Background: Birdsong and human vocal communication are both complex behaviours which show striking similarities mainly thought to be present in the area of development and learning. Recent studies, however, suggest that there are also parallels in vocal production mechanisms. While it has been long thought that vocal tract filtering, as it occurs in human speech, only plays a minor role in birdsong there is an increasing number of studies indicating the presence of sound filtering mechanisms in bird vocalizations as well.
Methodology/principal findings: Correlating high-speed X-ray cinematographic imaging of singing zebra finches (Taeniopygia guttata) to song structures we identified beak gape and the expansion of the oropharyngeal-esophageal cavity (OEC) as potential articulators. We subsequently manipulated both structures in an experiment in which we played sound through the vocal tract of dead birds. Comparing acoustic input with acoustic output showed that OEC expansion causes an energy shift towards lower frequencies and an amplitude increase whereas a wide beak gape emphasizes frequencies around 5 kilohertz and above.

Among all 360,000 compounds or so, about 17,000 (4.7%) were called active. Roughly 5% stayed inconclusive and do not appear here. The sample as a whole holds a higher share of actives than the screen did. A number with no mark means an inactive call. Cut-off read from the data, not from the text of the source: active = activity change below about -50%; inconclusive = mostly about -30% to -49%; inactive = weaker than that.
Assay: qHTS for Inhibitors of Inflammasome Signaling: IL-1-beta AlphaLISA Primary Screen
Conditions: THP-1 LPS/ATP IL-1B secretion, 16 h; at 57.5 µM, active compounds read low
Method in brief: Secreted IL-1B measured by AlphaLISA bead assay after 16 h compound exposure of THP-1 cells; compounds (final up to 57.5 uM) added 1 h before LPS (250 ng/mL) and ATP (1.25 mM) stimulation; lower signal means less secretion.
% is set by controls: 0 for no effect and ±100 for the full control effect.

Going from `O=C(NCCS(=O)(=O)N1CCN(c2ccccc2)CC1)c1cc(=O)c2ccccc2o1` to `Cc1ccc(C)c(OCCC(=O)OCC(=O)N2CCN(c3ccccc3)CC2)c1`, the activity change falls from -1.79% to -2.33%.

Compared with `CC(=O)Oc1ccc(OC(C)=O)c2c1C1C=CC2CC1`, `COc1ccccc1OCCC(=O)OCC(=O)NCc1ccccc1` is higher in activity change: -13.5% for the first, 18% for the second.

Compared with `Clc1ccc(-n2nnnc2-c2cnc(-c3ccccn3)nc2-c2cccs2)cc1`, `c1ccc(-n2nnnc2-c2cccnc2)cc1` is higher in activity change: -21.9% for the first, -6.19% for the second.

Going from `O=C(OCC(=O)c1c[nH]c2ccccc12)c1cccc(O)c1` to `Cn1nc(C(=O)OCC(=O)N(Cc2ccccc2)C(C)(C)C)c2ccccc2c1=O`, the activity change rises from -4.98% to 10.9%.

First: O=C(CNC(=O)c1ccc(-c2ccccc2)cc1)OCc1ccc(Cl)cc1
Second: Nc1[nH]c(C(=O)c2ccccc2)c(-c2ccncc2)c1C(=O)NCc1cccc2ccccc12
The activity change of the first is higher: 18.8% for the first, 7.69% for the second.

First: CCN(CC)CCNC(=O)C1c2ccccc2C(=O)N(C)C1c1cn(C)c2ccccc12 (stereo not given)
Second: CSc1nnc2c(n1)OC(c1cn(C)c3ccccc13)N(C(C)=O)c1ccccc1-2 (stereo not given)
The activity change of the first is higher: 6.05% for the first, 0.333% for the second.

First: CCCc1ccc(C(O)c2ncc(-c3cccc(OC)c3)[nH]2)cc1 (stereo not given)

Conclusion: These findings confirm that birds can modulate their song by using vocal tract filtering and demonstrate how OEC and beak gape contribute to this modulation.